Madame Tussauds, Orlando | Florida Sun direct

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Madame Tussauds, Orlando

Added: Mar 17, 2019
Category: Florida

The famous wax museum, Madame Tussauds, opened in Orlando, Florida, in 2015. It is the latest in a long line of wax museums, dating back to 18th century France.

There's a huge collection of wax models from many different walks of life at the Orlando attraction, including sporting heroes, Hollywood legends, politicians, pop stars and iconic film characters.

Taylor Swift Wax Model

© jared422 / CC BY 2.0


Meet the stars

Rub shoulders with the stars, such as the Justice League in the Call for Heroes exhibition, where visitors can join Aqua Man in harnessing the power of the seas, or score a goal with football legend Neymar, a member of the Brazilian national squad, who plays for French team PSG at club level.

Pose alongside pop star Justin Bieber, rap legend Pitbull, American singer-songwriter Miley Cyrus, Grammy Award winner Ricky Martin, global superstar Madonna and many more. Step inside the TV screen to interview Oprah Winfrey and be part of your favourite TV show.

Pose with award-winning actor Jim Parsons, better known as genius Sheldon Cooper in The Big Bang Theory; sit next to comedian and TV host Jimmy Fallon, or have your photo taken with Neil Patrick Harris, the star of sitcom How I Met Your Mother.

Stand shoulder-to-shoulder with the biggest political and industry leaders in the world, such as US president Donald Trump, theoretical physicist Albert Einstein, civil rights activist Martin Luther King, and the co-founder of Apple, Steve Jobs.

There are countless attractions at Madame Tussauds, Orlando, making it a wonderful day out for the whole family.


History of Tussauds

Madame Tussauds began after its founder learned how to make wax models from a physician. Marie Grosholtz, born in Strasbourg on 1st December 1761, was brought up by her mother, Anne-Marie. Her father, Joseph, died during the Seven Years' War, before Marie was even born.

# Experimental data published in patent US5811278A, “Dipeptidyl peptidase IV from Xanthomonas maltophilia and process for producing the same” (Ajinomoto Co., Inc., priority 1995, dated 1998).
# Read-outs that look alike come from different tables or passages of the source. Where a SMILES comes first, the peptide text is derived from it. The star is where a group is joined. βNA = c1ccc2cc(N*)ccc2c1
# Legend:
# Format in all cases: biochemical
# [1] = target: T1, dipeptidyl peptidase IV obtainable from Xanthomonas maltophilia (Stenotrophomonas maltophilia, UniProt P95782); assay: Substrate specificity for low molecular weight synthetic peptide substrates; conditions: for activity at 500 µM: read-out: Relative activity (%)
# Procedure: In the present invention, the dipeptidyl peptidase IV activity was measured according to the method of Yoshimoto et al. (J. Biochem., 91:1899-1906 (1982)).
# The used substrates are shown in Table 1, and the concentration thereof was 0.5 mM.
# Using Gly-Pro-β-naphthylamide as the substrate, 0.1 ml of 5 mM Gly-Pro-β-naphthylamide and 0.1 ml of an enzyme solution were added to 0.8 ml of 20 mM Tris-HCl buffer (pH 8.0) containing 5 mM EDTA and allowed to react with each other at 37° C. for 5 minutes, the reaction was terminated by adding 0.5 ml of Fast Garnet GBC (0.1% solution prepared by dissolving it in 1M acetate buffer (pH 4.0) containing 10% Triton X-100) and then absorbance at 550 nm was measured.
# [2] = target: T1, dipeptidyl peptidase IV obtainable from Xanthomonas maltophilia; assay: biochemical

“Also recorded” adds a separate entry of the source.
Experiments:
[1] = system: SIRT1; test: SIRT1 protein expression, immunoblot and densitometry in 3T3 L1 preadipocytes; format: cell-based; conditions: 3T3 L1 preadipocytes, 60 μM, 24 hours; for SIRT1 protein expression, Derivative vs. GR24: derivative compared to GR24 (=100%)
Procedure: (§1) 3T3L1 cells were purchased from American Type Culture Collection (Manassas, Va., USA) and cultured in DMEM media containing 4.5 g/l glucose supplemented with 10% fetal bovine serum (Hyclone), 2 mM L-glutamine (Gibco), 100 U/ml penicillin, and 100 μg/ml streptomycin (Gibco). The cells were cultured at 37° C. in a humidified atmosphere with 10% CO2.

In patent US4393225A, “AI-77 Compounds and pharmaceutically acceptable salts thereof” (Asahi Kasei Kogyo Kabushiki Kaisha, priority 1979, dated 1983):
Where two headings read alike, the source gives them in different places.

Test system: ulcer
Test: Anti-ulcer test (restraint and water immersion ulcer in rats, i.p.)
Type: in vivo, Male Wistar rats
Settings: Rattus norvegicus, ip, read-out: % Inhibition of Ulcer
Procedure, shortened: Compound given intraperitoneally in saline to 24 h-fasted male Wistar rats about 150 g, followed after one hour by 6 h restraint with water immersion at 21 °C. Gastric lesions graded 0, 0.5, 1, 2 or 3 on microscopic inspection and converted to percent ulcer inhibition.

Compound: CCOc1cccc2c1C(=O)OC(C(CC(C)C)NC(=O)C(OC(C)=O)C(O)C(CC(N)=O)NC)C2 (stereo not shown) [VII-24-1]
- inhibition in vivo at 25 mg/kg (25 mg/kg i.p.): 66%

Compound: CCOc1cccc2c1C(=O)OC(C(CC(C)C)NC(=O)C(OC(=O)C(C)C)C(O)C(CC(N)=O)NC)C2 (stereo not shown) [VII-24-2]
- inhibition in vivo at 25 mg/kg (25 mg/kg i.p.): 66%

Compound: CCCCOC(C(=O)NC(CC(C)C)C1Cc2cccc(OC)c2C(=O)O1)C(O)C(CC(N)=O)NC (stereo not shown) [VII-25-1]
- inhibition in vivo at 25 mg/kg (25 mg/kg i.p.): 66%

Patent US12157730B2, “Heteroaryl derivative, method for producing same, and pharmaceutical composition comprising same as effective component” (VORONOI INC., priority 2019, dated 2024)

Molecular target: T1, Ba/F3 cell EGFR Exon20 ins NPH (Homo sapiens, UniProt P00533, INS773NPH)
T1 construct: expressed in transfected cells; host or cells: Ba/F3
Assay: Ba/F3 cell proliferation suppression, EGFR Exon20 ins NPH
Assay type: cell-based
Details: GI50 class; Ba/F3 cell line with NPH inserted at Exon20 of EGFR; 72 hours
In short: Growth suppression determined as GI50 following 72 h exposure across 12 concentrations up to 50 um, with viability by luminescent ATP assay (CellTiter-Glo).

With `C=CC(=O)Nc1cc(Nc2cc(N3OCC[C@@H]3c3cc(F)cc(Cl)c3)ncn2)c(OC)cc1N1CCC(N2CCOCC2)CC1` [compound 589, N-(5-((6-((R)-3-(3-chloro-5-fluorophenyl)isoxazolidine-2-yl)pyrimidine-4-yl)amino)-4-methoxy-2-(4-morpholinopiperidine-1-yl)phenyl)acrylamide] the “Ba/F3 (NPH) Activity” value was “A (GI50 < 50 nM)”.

Anne-Marie was employed as housekeeper in Bern, Switzerland, for Dr Philippe Curtius, a leading physician, when Marie was a child. The doctor made wax models to illustrate anatomy and later began to create 3D portraits of his clients.

Marie was fascinated by the art of wax modelling and became Curtius' apprentice, showing talent from a young age. Curtius moved to Paris, taking Marie and her mother with him. He launched a wax portraiture firm, called Cabinet de Portraits en Cire.

He then opened two wax museums, one at the Palais Royal in 1776, followed by a second, the Caverne des Grands Voleurs, at the Boulevard du Temple. The second museum (which translated as the Cavern of Grand Thieves) was an early Chamber of Horrors - the gory section of Tussauds today.

Marie became a talented wax modeller and began to work for Curtius when she was 14. She created her first wax model, depicting the French writer and philosopher Voltaire, at the age of 16.

Curtius' museums became popular visitor attractions and Marie began to earn a good living making wax portraits of well-to-do French subjects, including the royal family.

After Curtius' death in 1794, Marie found he had bequeathed her his collection of wax models. She married a civil engineer, François Tussaud, in 1795 and they had a daughter and two sons.


Launch of London Tussauds

Marie staged an exhibition of her waxworks in London at the Lyceum Theatre in 1802 and then took her collection on a continual tour across Britain. Her son, François, joined her on the road when he was old enough.